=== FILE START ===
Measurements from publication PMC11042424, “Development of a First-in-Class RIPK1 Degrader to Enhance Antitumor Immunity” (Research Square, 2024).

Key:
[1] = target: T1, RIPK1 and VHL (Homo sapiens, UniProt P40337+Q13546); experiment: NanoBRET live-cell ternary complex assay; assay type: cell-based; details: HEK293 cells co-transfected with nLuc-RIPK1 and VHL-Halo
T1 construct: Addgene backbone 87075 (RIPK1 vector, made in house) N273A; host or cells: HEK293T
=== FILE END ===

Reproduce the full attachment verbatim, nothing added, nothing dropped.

Measurements from publication PMC11042424, “Development of a First-in-Class RIPK1 Degrader to Enhance Antitumor Immunity” (Research Square, 2024).

Key:
[1] = target: T1, RIPK1 and VHL (Homo sapiens, UniProt P40337+Q13546); experiment: NanoBRET live-cell ternary complex assay; assay type: cell-based; details: HEK293 cells co-transfected with nLuc-RIPK1 and VHL-Halo
T1 construct: Addgene backbone 87075 (RIPK1 vector, made in house) N273A; host or cells: HEK293T